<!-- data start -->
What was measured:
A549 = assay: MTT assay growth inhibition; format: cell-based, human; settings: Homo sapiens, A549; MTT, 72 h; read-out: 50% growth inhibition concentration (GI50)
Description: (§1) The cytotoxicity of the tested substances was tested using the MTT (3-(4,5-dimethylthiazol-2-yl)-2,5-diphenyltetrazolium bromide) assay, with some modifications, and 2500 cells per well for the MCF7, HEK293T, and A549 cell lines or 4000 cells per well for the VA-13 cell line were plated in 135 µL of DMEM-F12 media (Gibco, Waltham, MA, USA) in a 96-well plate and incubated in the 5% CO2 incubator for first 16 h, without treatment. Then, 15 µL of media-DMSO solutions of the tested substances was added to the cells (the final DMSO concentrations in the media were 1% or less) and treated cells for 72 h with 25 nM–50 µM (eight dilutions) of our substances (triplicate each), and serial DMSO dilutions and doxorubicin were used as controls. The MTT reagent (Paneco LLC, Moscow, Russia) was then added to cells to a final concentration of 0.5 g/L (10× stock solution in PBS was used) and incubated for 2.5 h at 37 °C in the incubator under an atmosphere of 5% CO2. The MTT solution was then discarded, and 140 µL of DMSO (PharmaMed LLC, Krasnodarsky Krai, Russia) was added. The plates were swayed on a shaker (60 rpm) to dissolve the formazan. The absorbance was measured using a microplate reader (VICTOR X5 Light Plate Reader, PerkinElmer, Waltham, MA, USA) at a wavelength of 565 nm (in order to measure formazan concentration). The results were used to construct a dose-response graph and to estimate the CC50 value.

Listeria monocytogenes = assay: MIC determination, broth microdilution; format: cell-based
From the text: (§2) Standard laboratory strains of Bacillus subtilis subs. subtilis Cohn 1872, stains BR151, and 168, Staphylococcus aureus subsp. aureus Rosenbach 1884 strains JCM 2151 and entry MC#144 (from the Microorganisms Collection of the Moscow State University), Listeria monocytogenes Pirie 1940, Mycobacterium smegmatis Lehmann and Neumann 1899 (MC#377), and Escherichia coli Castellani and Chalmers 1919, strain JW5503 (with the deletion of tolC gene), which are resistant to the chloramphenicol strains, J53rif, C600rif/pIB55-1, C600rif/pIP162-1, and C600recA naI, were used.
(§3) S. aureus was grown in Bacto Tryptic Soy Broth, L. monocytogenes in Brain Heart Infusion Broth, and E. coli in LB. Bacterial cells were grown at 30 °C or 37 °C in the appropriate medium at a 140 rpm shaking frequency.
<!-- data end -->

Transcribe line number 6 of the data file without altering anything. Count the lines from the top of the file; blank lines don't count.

(§3) S. aureus was grown in Bacto Tryptic Soy Broth, L. monocytogenes in Brain Heart Infusion Broth, and E. coli in LB. Bacterial cells were grown at 30 °C or 37 °C in the appropriate medium at a 140 rpm shaking frequency.